Vaping on Holidays in 2021: Everything You Need To Know

Last fact-checked 13 April 2021 | Report a factual error on this article

Slowly but surely, we’re all getting closer to having a proper holiday again!

At the moment it’s still illegal to leave the UK for holidays footnote 1, but that could all change as soon as 17th May, according to the latest report from the Department for Transport footnote 2.

In this guide to travelling with vape kit, we’ll show you what you need to pack, buy locally or leave behind when travelling to some of the UK’s favourite holiday destinations. 

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Vaping rules in popular holiday destinations

International airports are vape-free zones, and every country has its own rules governing the sale and use of e-cigarettes.

Even if you do want to ‘buy local’ when you get to your holiday destination, the nicotine strengths in vape shops can be much higher than you might be used to. Some countries have issued outright bans on e-cigarettes, so if you don’t plan ahead you can run the risk of running out of vape juice completely.

That’s why we’ve put this guide together. Using a list of the top 15 most popular global destinations visited by UK holidaymakers footnote 3, we checked out the rules and customs for every single country. Here’s what we found: 


EU Vaping Rules

10 out of the top 15 most popular countries are in the EU. The 3 most popular destinations for UK holidaymakers are Spain, France and Italy, all EU member states governed by the TRPR laws (TRPR is the EU law that the UK’s TPD law was based on). This is ideal for UK holidaymakers — if we have to buy juice locally, we can rely on the same nicotine strengths, safety standards and quality of product. Learn more about UK & EU vape laws here.

While there may be no problem at a national level, some restaurants, bars and beaches will have their own vaping bans, depending on where you go. If in doubt, ask someone locally before firing up your vape.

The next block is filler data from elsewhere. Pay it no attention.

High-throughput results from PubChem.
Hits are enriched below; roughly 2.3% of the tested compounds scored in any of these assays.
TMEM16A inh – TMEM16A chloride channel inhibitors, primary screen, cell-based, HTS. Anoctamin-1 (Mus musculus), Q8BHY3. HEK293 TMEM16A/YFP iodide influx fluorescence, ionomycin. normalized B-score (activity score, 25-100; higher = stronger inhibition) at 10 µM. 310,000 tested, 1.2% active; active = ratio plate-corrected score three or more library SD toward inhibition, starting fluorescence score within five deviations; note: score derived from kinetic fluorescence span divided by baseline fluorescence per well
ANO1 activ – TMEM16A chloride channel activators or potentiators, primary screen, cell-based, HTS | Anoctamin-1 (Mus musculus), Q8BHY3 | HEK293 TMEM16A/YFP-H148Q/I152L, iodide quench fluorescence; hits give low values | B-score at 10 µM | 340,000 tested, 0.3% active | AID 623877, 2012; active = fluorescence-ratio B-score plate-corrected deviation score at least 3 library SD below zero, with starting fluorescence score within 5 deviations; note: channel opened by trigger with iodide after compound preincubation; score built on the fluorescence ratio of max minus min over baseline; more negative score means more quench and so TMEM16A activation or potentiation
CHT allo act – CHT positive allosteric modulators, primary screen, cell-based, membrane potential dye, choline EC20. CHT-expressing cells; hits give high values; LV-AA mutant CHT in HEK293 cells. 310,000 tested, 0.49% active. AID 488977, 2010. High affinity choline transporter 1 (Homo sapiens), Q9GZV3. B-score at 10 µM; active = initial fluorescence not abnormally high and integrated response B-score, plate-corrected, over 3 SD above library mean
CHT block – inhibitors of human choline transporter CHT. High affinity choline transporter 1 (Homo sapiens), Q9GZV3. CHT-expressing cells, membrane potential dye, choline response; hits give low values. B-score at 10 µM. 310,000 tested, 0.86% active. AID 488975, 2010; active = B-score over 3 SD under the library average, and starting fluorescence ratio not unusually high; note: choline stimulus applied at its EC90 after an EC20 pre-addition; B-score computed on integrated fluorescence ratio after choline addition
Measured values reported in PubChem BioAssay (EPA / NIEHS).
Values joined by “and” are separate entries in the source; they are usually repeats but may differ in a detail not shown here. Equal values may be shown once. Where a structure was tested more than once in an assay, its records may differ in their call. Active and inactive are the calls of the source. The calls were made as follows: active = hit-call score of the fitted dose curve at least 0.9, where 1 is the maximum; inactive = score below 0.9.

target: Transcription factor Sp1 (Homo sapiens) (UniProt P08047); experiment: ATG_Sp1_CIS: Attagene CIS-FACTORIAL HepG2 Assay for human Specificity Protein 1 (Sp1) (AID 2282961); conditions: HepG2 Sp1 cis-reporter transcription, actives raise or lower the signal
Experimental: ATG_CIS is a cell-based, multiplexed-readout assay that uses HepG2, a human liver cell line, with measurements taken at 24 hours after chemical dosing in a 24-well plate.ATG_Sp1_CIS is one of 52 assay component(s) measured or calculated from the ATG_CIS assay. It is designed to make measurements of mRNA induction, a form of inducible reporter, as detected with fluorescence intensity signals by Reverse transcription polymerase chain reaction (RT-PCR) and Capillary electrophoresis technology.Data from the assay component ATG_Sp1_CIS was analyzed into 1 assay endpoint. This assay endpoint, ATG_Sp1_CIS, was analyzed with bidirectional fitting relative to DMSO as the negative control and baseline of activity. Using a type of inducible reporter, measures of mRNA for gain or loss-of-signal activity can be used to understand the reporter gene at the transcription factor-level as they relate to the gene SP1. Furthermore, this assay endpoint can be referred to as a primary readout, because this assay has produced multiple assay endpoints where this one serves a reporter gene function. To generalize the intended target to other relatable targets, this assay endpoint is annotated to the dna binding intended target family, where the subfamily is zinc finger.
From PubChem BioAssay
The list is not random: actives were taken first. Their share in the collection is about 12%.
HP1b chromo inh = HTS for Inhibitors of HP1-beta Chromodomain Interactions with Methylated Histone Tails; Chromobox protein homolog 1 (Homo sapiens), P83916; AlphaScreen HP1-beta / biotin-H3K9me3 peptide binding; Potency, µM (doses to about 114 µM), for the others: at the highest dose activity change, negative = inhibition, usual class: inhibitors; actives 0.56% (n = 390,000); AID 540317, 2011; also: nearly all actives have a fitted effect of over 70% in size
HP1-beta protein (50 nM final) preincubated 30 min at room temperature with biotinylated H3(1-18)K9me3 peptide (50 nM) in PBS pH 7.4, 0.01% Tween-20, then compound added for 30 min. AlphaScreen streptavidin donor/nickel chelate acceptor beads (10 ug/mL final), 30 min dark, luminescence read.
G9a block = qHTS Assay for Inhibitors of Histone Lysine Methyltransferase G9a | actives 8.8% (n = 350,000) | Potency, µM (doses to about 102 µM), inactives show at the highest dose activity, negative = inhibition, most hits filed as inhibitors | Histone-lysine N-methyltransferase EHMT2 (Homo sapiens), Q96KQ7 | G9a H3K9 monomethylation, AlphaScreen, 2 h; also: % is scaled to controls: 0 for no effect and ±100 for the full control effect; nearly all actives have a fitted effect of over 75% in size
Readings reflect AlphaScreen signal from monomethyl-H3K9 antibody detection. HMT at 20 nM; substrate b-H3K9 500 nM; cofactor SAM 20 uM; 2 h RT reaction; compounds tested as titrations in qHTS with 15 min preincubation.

USA Vaping Rules

Vaping laws in the USA, at a federal level, are looser than they are here in the UK. You should still check before you fly, because most US states and major cities are free to set their own laws on vaping. There could be local restrictions in place, depending on where you’re going. 

Vaping indoors is banned in a lot of coastal states (California, New York, Vermont and Maine, for example). Many cities have their own local laws, too. For instance, in the city of Chicago, the only ‘enclosed workspace’ in which you can vape is a vape shop.  

The USA doesn’t have the same limits on tank capacity that we have here in the UK, so you may come across some whopping squonk mods on your travels. The biggest surprise to watch out for, if you’re a UK tourist in the States, is nicotine strength. The e-liquid you buy in American vape shop may contain a much higher nicotine concentration than it does in the UK, so choose your juice carefully and check your dose before you vape. If in doubt, you can always pack enough e-liquid to last your whole journey ahead of time.  


Turkey Vaping Rules

It is illegal to buy e-liquid or e-cigarettes anywhere in Turkey. E-liquid can’t be manufactured in the country. There is no law against actually using an e-cigarette in Turkey, so technically, as a tourist you could bring your vape kit with you, but our advice is to leave it at home if at all possible. If you really need your vape by your side, try to be respectful and discreet. 

Sadly, a holiday to Turkey in 2021 might not be on the cards for any of us just yet. Direct flights from the UK were suspended by the UK Government at the start of the year, and there has been no word of when these flights will resume. Turkey is not on the Government’s COVID-19 Red List, so hopefully this will change in the coming months. You can find up-to-date travel advice for Turkey at



India: Vaping is Banned 

Bad news if you were hoping to pack your mod & head to India: vaping is banned across the whole country.

You can’t buy e-liquid or vape devices anywhere in India, and you can’t bring your own vape device into the country (see the UK government’s advice on Indian laws & customs here).